Culinary theatre

From Wikipedia, the free encyclopedia
Jump to: navigation, search

Culinary theatre is the creation or enhancement of a spectacle during the service of food and beverages. This form of theatrics aims to excite or even entertain the diner, patron or customer, usually without affecting the flavour of the food(s) and/or beverage(s) to be consumed. In its simplest form, this may include candles and/or sparklers placed on a birthday cake, which give a dining room an exciting ambiance.

Culinary theatrics in food service[edit]

It is a long established practice in many restaurants and eateries to combine some element of theatrics into the dining experience for their patrons. Crêpes Suzette, when served in medium to high-end restaurants, is traditionally served by being bussed out from the kitchen, and set alight just before being placed on the patron's table.[1]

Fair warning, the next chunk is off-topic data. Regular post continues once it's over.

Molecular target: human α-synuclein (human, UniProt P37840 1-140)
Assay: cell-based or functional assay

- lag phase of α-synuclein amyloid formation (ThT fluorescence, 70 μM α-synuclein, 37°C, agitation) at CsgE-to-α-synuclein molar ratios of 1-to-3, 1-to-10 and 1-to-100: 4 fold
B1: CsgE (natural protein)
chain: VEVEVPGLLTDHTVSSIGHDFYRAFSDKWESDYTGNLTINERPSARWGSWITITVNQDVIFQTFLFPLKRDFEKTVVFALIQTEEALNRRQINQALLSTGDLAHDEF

Flair bartending[edit]

Main article: Flair bartending

The practice of enhancing the presentation of beverages, and especially cocktails, by use of theatrics became increasingly elaborate over the 20th century. Such enhancement may include highly skilled and very fast-paced throwing, spinning, catching and juggling of liquor bottles (to the point of being a feature of the 1988 film Cocktail).

See also[edit]

References[edit]

  1. ^ History of Crêpes Suzette; www.whatscookingamerica.net; retrieved 17 August 2008 [1]